Northwest Arkansas Times from Fayetteville, Arkansas on July 5, 1974 · Page 1
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July 5, 1974

Northwest Arkansas Times from Fayetteville, Arkansas · Page 1

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Fayetteville, Arkansas
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Friday, July 5, 1974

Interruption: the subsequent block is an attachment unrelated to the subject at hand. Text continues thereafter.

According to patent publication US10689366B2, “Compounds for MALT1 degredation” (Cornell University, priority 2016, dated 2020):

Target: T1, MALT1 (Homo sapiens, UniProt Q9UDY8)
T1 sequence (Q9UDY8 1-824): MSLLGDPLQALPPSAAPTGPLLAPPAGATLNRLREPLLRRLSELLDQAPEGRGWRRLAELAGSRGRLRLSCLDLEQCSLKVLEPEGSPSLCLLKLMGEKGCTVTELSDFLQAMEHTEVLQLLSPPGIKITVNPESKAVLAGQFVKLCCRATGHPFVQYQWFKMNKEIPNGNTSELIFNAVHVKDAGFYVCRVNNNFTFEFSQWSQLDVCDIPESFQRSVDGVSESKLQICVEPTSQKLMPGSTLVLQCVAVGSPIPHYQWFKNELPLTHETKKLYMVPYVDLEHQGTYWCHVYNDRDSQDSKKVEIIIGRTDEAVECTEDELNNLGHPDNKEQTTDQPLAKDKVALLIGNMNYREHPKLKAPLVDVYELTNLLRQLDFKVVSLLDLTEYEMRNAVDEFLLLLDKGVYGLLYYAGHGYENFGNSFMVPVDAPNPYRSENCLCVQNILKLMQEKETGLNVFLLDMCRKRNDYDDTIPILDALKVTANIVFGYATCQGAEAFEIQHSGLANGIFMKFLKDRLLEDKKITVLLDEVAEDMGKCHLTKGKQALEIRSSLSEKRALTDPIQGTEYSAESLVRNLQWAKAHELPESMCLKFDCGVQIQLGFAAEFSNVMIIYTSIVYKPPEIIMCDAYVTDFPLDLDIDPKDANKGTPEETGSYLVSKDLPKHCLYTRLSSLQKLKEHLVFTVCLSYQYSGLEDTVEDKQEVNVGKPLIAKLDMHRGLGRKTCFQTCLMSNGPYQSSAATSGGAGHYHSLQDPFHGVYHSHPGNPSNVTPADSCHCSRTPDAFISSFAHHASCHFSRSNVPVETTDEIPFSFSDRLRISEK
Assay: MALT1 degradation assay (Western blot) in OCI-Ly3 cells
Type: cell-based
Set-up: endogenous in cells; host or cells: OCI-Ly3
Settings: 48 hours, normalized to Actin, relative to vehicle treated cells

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INS1W ; EdltoHal ,. ..v 4 For Women 7 .Sports :.......;-·..·.-..-.;.. 13-15 Amusements IT.,.-...,...:. 16 'Comics ,A ,..J-.....H... 20 Classified .....,;....,,;.;..,; 21-23 115th YEAR-NUMBER 21 The Public Interest Is The First Concern Of This Newspaper FAYETTEVIUE, ARKANSAS, FRIDAY, JULY 5, 1974 IOCAL FORECAST- Partly cloudy skies wllK chango in temperatures are ex-' pccted through Saturday. Lowr last night 68. Lows tonight in the upper to low 70s with highs- in the low 90s Saturday. Sunset/ today 8:37. Sunrise Saturday; 6:06. ,.Weather majj on pag« 18.- i ; PAGES-TEN CBffl" Loopholes Seen In Latest Campaign Financing Bill Guard Armory Burglarized In California LOS 'ANGELES -CAP) -Enough weapons arid ammunition to outfit a full Army company have been stolen from a National Guard armory in suburban Compton, authorities reported today. "II is frightening to think --AP Wirephoto BOUND FOR JAIL ... Card is loaded into sheriffs car for return to'WJMows, Calif, Woodcutter Arrested In Triple Could Have Been Fatal Nixon Warned Of Blood Clot (arsenal) · would fall wrong hands," said TRUCKEE, Calif. (AP) -Authorities mere silent today about clues that led them to a brawny woodcutter sought in a triple slaying and the six-day kidnaping of three other persons. John .Wayne Card, 26, of Woodland, was arrested in this Northern California mountain town late. Thursday by FBI agents and sheriff's deputies. -The FBI said he was armed with a .45-caHbcr automatic pistol but offered no resistance. . Card's arrest came 10 hours "after a widow and her. two children, 1 kidnaped last Friday, escaped from chains in a forest and walked to a ranger station. Card was booked for investigation of kidnaping early today after authorities returned, him to Willows, Calif, in Glenn County, about 100 miles west ol Truckee. He also was booked for investigation of murder in the slayings last Friday of a Willows veterinarian, his wife and daughter. "All I'm concerned about is that he is in custody. That's a relief," Undersherift Jim -Kcn- non of Glenn County said. Neither Kenon nor other "authorities would say what lee them to Truckee in the Sierra Nevadas 70 miles southwest ol Reno, Nev., and the arrest of the 6-foot-2, 240-pound Card. "We have been very close to him on several occasions, Kcnnon said. "We have been following pur leads which lee us to Truckee Thursday." THREE KILLED Card was sought in the death of Dr. Clayton B. Griffiths ant his 13-year-old daughter, Lisa Ann. Both had been strangle! with baling wire. Griffiths wife, Nancy, was found shot death in a field 20 miles fron their home. Officers have said they couli determine no motive for th slayings. Earlier Thursday, Kay Ski! lin, 34, her son, Wesley, 13, an her daughter, Debbie, 12, all o the Bulte County farming com munity of Dayton, walked int a forest ranger station in Wi bur Springs, 55 miles northwes of Sacramento. They told authorities the were chained to a tree Wednes day about a mile from the sta tion. They said they worke their way free and walked the station at daylight Thurs day. Their captor had left plen ty of food and water for them they said, but they didn't knov whether he planned to return. Sheriff Joel McDermott · Colusa County said Mrs. Skilli jld deputies they had been riven through parts of Califor- la,' Nevada and Utah since leir abduction, staying in mo- els and a truck camper. He de- cribed all three as "very red" but in good health. John Reed, FBI agent in Sacramento, said Card was carrying more than $3,000 in cash when arrested. A .30-05-caliber rifle was found in a nearby vehicle Card had been driving, Reed said. FAIR WEEKEND DUE IN STATE Fair weather is in store for Arkansas this weekend. The National Weather Service said there is a · slight chance of showers and thunderehowers in the southeast portion of the state today. A weak cool front is expected to trigger the precipitation. · Little temperature change is expected through Saturday. The extended outlook is similar -- no precipitation of consequence and little temperature change. U.S. Recalls Ambassador WASHINGTON (AP) -- Wil iam B. Macomber Jr., the U.S. ambassador to; Turkey, has een recalled for consultation the State Department said to day. .. · · ' The move was regarded by diplomatic observers as mani estation of Washington's anger ver Turkey's decision to lift its on opium poppy cultiva lion. However, the State Depart ment, through press office Paul Hare, declined to go be yond confirming an Ankara news dispatch that Macombe was recalled. On Tuesday John King, an other ' press officer, had toil newsmen the administratioi considered the Turkish decisio a breach of a 1971 agrecmen between the two countries un dcr which Turkey stopped th growing of opium poppy. Th United States claimed at th time of the 1971 agreement tha most heroin reaching U.S. at diets was of Turkish origin. In lifting the ban, the govern ment of Prime Minister Bulen Ecevit fulfilled pre-electio promises. It claimed the ba w a s extremely unpopula among Turkish farmers nvh have been growing the popp both for legal and illegal us for centuries. Cosmonauts Carry Out Experiments MOSCOW (AP) -- Two Soviet osmonauts began carrying out xperimenls today inside the alyut 3 space station after suc : :essfully docking their SoyU7 :apsule to the orbiting labora- ory, Tass reported. The Soviet news agency said he mission commander, Col. Pavel Popovich, and his flight engineer, Lt. Col. Yuri Artyuk- lin, took over the controls aboard Soyuz 14 of the last 325 eet to the linkup with the 18- on Salyut. The earlier part of he approach was controlled rom the ground. The exact time of docking vas not revealed, but Tass said t occurred today. There was no ndication how long the two aboard the they that this into the ,, Compton Police Sgt. W.H. Williams. "It appears that the theft was a. highly organized thing." ; Police and FBI agents refused "to speculate on who may have been responsible for the theft. But authorities said they were investigating routinely the possibility that a terrorist or radical group may have been involved. The firing pins were, miss ing from the stolen weapons, the Army said, hut police officials added that replacements could be obtained easily. A Hst of missing'items issued by military, authorities included thousands of rounds of ammunition, eighty M16 rifles, seventy M60 machine guns, eight M79 grenade launchers, one .45- caliber automatic and 15 bayonets. AMMUNITION TAKEN Ammunition taken from the armory Wednesday was listed 3,360 rounds- of 5.50mm rounds, 1,000 rounds of 7.58mm bullets, 45 rounds, of .45-ealiber rounds, 40 grenades, 26 smoke grenades and 100 riot grenades. :KEY BISCAYNE; Fla. (AP,) -- President Nixon's doctor says Nixon was warned that a permrtaent blood clot In his left leg might kill him during his Middle East trip but that' the President insisted on going ahead with travel plans.. "The danger is now past," Dr. Walter R. Tkach said late Thursday. Tkach for the first time disclosed Nixon has thrombophle- bitis, which he said involves the presence of a permanent blood clot in his left leg. "The clot is pretty well fixed," Tkach said, explaining it has attached itself to he wall of a vein and no longer is likely to break loose and go to his heart or lung--a. developmenl that could prove fatal. , An A r m y , major, general, Tkach said he considered hospi- alization for Nixon, at the time he President first told him of eg swelling. But. he said Nixon, who : had: kept: the ailment secret from him for several days, was insistent on going forward with his Middle East trip although "we told him what the potential hazards would be of a clot breaking off and hitting his heart or lung." Tkach said Nixon informed him of the swollen left leg after arriving in Salzburg, Austria, on June 10 en route to the Mideast. For several weeks, the While House has declined to describe Nixon's phlebitis as involving a blood clot but Tkach acknowledged the President has one. "The clot will always be there," he said, adding that the swelling results from blooc forcing its way past the area of clotting. Tkach also disclosed Nixon vas given medication for a veek during his overseas jour- n e y--something the White ·louse had denied repeatedly. He would not name the drug.' The doctor said that by the time the President left for Moscow last week, the danger of tfixon was not as great as dur- ng the Middle East trip. He de- lined to say whether he had advised against both journeys but the New York Daily News quoted him earlier as having said he had wanted the President to rest. Tkach said Nixon "felt he had an obligation" to go forward with his Mideast trip and that "We watched him daily and he did well." In both the Middle East and the Soviet Union, ambulances were olaced in presidential motorcades but were never used. House Panel ^ Leaves Way Around Rules WASHINGTON (AP) -- A House committee has produced a Watergate-inspired campaign finance bill that creates new election rules but also new ways around them. Senate-passed legislation and the bill approved by the House Administration Committee large enough, says a Cause lobbyist, .for They said 75 gas masks also were.missing. _,, : . ._.'.. , .,." An FBI-agent said the quan- ;ity of weapons and ammuni tion'could fully equip an Army combat company. Investigators said entry to the armory was through a side door and a vacuum drill was used to pierce the weapons vault, which an armory ser- reealled locking at 10 leant been re- weapons men would stay pace station or when would return to earth. Salyut.was launched on June 25, and the . cosmonautss were sent up from the Baikonur space center in Kazakhstan Wednesday night in an effort to carry out the Soviet Union's 'irst wholly successful operation involving a manned space station. The 1971 flight of Sal- yut 1 ended in disaster when its ;hree crewmen were killed on the trip back to earth. The second Salyut was sent into orbit in 1973, but no crew was put aboard,, and the station apparently broke up. FEELING FINE Tass said Popovich and Ar- tyukhin, both 44, were feeling well and had begun to carry out their program of experiments aboard the station. According to Tass, the work program includes studies of the earth's surface, the atmosphere, outer space, the effect of space flight on the cosmonauts and testing of the space station's "improved design and onboard systems and equipment." The cosmonauts also are checking on the performance of the Soyuz spacecraft, which is to link up with a U.S. Apollo spaceship in the joint Soviet- American mission in July 1975. a.m. Wednesday. An Army official said that the firing pins had moved before the were place'd in the valut. 'The pins were kept In another .vault, which appaerntly was ' not entered. Lt. Col. Anderw Wolf, public relations officers for the Military Department in Sacramento, said in a telephone interview that this is standard practice when armories are left for 'any period of time. Wolf said the Army could not afford to post round-the-clock security guards at state armories and they are usually left unattended after normal business hours. .. There were no. Army personnel at the Compton armory-- Beating The Strike Irish Republican Army Soldiers ferry Dnhlin commuters to work in army (rucks in (he capital as the city's bus strike enters its 9th week today. The army is providing 100 trucks for morning and evening commuter service. (AP Wirepholo) Coroner Sets Open Verdict In Death Case LONDON (AP) - Coroner John Burton decided Thursday that he could not determine what caused the death of the r e t i r e d intelligence expert whose remains were found in a locked room more than two years after he disappeared.. But evidence introduced- at the inquest pointed to suicide. Dr. Burton, coroner for the West London borough of Hammersmith, set an ;·: "open verdict" in the case of Sir Peregrine Henniker-Heaton. But he stressed, there wa no evidence of murder. Henniker-Heaton, who had worked for Britain's counter-intelligence agency during AVorld War II, vanished' Oct., 5, 1971, a.n international 23 his 20-year-old son, Yvo, found his father's ·skeleton, clad in the tweed suit le was wearing when he dis- ippeared. on a bed in a room le had used as a private study. The family said the room was ocked when Henniker-Heaton triggering hunt. On June disappeared and opened it since. where, alarm ironically, system is a silent currently being installed -- from Wednesday morning until Thursday night, when the theft was discovered, officials said. Chris Evert Wins WIMBLEDON (AP) -- Teenager Chris Evert won the women's singles title at the Wimbledon Tennis Championship today by beating Russian Olga Moro zova 6-0, 6-4. The biggest victory in the career of 19-year-old Miss Evert of Fort Lauderdale, Fla., came after her fiance Jimmy Connors gained Saturday'e men's final with a comeback 4-6, 6-2, 6-3, 6-4 victory over Dick Stockton. Wilson White Paper Irish Reject Peace Offer BELFAST, Northern Ireland] (AP) -- Militant Protestant leaders today rejected key parts of the British, government's new proposals to bring peace to Northern Ireland. Initial response from the Catholic militants of the Irish Republican Army also was unfavorable. Prime Minister Harold Wil- Police, Students Exchange Fire Thai Riot Enters Third Night BANGKOK, Thailand (AP) -A woman passer-by and a young disaster relief volunteer were shot fatally just before dusk today as police and yourtg rioters exchanged gunfire for a third night in Bangkok's riot- plagued Chinatown. The shooting broke out as officers tried to clear the street at a police station that had been the focus of fighting that began late Wednesday night. Until the government claimed early today that it had contained the violence, officials said at least 14 persons had been killed and 100 wounded in battles between security forces and rampaging Chinese youths. Police said they had arrested more than 80 persons. The government broadcast that had contended the violence was put down said a state of emergency imposed Thursday "could be lifted soon." There was no government reaction to the latest gunplay, but hundreds of Iroops and police continued patrols through the upper middle-class district of Chinatown. The trouble began Thursday morning, subsided during the afternoon and then resumed Thursday night. Most shops in the Chinese quarter were closed. The streets wore virtually deserted but were littered with rubble and the wreckage of cars and trucks the mobs set ablnze. "Those kids should be killed," said one angry Chinese merchant. "They're just gangsters trying to destroy our peaceful Chinese community." Tanks that had been rushed :o the royal palace and other strategic locations were withdrawn to quiet rumors of a coup. But some 2,400 soldiers brought in from the suburbs remained on guard at government buildings, communications installations and other key spots. Incoming trains were checked for smuggled arms. The first rioting developed after police arrested the driver of a taxi parked in a no-parking zone Thursday and took him to a police station. When the driver yelled that ho was being beaten, crowds of youths rushed on the station. Police fired into the nir and then into the cjro.vd, killing sev- son's Labor government issued a White Paper Thursday proposing that the citizens of Northern Ireland elect a constitutional convention to map out a form of government acceptable to both the warring religious communities. The White Paper set three conditions for any new constitution: it must provide for power to be shared between the Protestants and the Catholics; it must recognize that Northern Ireland has a special relationship with the Irish Republic, and it must be approved by the British Parliament. would establish limits on contributions and candidates' campaign spending. However, critics in and out of Congress are going alter loopholes in the House bill, some Common armored trucks to drive through. Whether the loopholes can be closed or narrowed in the weeks ahead depends on conditions of debate to be set by the House Rules Committee. The Senate bill is regarded as loophole-free. . Reformers want unlimited chances to offer, debate and »ote upon^ amendments. But. Administration Committee Chairman Wayne L. Hays, D-Ohio, is talking of seeking a rule allowing- only a few amendments, maybe just floor tests-on the controversial enforcement and public financing sections of his bill. In the House bill-drafting sessions, the members seemed to create the loopholes while aiming at what many of them regarded as campaign nuisances. FUND RAISING DINNERS For instance, Hays asked why a candidate who throws a fund-raising dinner at $25 per plate and pays'. $12.50 per plate to the hotel for the dinner should have to account publicly for the meal cost, and'count the entire $25 toward his spending limit. . Going along, the panel voted to exempt fund-raising costs from counting toward spending limits, and to exempt candidates from even reporting these costs for public scrutiny. But critics say this would allow any campaign activity.. to qualify as fund-raising. They say a half-hour network television broadcast need only carry a subtitle such as "send money" and the public will never know who paid for it, c-r how much it cost. = 1 The panel voted again and limited the fund-raising ex- nobody had Henniker-Heaton was 68 when is disappeared. His son testi- : ied that he found an empty pill bottle next to the skeleton and a note to his mother asking that she not make a fuss over funeral arrangements. · The son also testified that his father shot himself in 1D67, apparently in a fit of depression. The coroner said an autopsy found two bullets from that attempt still in the remains. Dr. Sydney Abelson testified ·that he treated Henniker-Heaton for depression and that he was hospitalized seven limes for drug overdoses betweeen 1965 and 1971. Typhoon Neors TOKYO (AP) -- Police reported today one person killed by falling rocks and 10 others injured in torrential rains as Typhoon Gilda moved close to southern Japan. NEWS BRIEfS emption to 25 'per cent of the campaign ceilings, which is up to ?5 million for the presidential campaigns. ', However, the panel did not mandate that the expenses be disclosed, and it did not rewrite its last draft to apply the limit to activities of political committees. Another loophole was created by trying to do something for folks who have coffee anfi cookies in their homes while candidates talk. Candidates should not be required to add up and report all these little expenses, Hays said, and the panel approved exemptions from limits and reporting for donations of real property, food and beverages and travel expenses. Reps. Bill Frenzel, R-Minn., and John Brademas, D-Ind., said this provision would allow unlimited donations of cars, computer services, cash-raising {banquets. Fireworks Stolen Approximately $1,000 worth of fireworks were stolen from a firework stand in the parking lot of Dillon's supermarket on Hwy. 45 east sometime Tuesday night, according to Fayetteville police reports. M r s . Nettie · Courtney, en. Throughout the day crowds milled around the station. Some youths broke into gun stores and stole weapons, including M16 rifles. P r i m e Minister Sanya Thammasak, getting tough for the first lime in the nine months since Thai students overthrew the previous military regime, declared a state of emergency and ordered 4he army and poll"? to crush the rioters. But during the 'night mobs of Chinese youths commandeered buses, set automobiles ablaze and opened fire on the police station from a Buddhist temple across the siege for four hours until a force of 300 border police in armored personnel carriers drove the crowd off,. manager of the stand, said that someone pried open a double locked door on the west end of the stand and took two cases of bottle rockets, one case of firecrackers arid emptied about half of the fireworks on the display shelves. The cash register, which contained no money, was also opened. Firecracker Injury Dennis Dahler, 17, of 1000 Township Road was treated and released from Washington Regional Medical Center for an ear injury which resulted when someone threw a firecracker into the car he was driving on Township Road near College Avenue around 1! p.m. Thursday. Sheriff Indicted PARAGOULD, Ark. (AP) -Sheriff James Cox of Paragould was indicted by the Greene County Grand Jury today and subsequently was removed rom office. The Greene County circuit court clerk here said today that Cox was indicted for possession and use of marijuana. His bond was set at $5.000. The grand jury also returned indictments for bribery against former Paragould city alderwo- man Jean Baker and a current alderman, Tom Morrow. Prime Rote Record NEW YORK (AP) -- The five largest New York City banks led other lending institutions across the country today to the record 12 per cent prime lend' ing rate established earlier this week. The New York banks were First National City, Chase Manhattan, Manufacturers Hanover Trust, Morgan Guaranty Trust Co., and Chemical Bank. White House Asks Subpoena On Kissinger Be Quashed nuinmwBiin WASHINGTON (AP) -- The White House today asked that a subpoena for the testimony of Secretary of State Henry A. Kissinger in the plumbers case be quashed. Kissinger has been subpoenaed by lawyers for John D. Ehrlichman, one of four persons accused of plotting the 1971 break-in at the office of Daniel EUsberg's psychiatrist. Meanwhile, the prosecution planned to end its case today and Ehrlichman was expected to take the stand in his own defense later in the day to answer prosecution testimony that he approved the 1971 break-in at the office of Dr. Lewis J. Field ing of Beverly Hills, Calif. To support the request for quashing the subpoena, Kissln ger presented a statement to U.S. District Judge Gerhard A Gesell saying he had no infor mation about the guilt or In nocence of the defendants. There has been testimony in he trial that Kissinger waj mong those who wanted de- ogalory information about Cllsberg made public after the ormer Pentagon analyst mada lublic the Pentagon papers tudy of the Vietnam war. In court today, Gesell called Monday hearing on the Kisinger subpoena issue where defense Ia\yyers would be compelled to disclose what they ex- ect Kissinger to tell the jury. Kissinger is on a European rip to inform North Atlantic T r e a t y Organization allies about President Nixon's trip to Moscow. Ehrlichman's attorneys also had initially planned to subpoena While House chief of staff Alexander M. Haig Jr. to appear as a witness. ; However, defense attorneys indicated today that Haig's ap pcarance would not be required. Nonetheless, the White House asked that a subpoena for Haig's appearance be quashed,